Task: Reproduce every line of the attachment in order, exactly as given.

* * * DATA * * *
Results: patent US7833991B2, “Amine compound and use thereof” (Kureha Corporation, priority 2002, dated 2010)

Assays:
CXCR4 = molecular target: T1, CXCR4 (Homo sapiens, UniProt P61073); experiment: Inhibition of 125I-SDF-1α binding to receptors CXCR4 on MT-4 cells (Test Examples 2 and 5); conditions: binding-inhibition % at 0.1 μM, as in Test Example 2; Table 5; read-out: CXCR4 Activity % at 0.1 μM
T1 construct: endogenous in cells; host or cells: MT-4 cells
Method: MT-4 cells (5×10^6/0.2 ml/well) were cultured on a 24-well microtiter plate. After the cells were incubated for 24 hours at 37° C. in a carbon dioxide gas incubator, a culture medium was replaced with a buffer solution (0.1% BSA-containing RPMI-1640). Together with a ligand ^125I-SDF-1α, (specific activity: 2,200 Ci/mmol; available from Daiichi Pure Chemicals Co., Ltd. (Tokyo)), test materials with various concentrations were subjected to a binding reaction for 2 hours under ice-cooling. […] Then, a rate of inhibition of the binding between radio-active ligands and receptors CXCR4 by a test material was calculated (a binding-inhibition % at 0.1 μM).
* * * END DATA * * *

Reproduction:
Results: patent US7833991B2, “Amine compound and use thereof” (Kureha Corporation, priority 2002, dated 2010)

Assays:
CXCR4 = molecular target: T1, CXCR4 (Homo sapiens, UniProt P61073); experiment: Inhibition of 125I-SDF-1α binding to receptors CXCR4 on MT-4 cells (Test Examples 2 and 5); conditions: binding-inhibition % at 0.1 μM, as in Test Example 2; Table 5; read-out: CXCR4 Activity % at 0.1 μM
T1 construct: endogenous in cells; host or cells: MT-4 cells
Method: MT-4 cells (5×10^6/0.2 ml/well) were cultured on a 24-well microtiter plate. After the cells were incubated for 24 hours at 37° C. in a carbon dioxide gas incubator, a culture medium was replaced with a buffer solution (0.1% BSA-containing RPMI-1640). Together with a ligand ^125I-SDF-1α, (specific activity: 2,200 Ci/mmol; available from Daiichi Pure Chemicals Co., Ltd. (Tokyo)), test materials with various concentrations were subjected to a binding reaction for 2 hours under ice-cooling. […] Then, a rate of inhibition of the binding between radio-active ligands and receptors CXCR4 by a test material was calculated (a binding-inhibition % at 0.1 μM).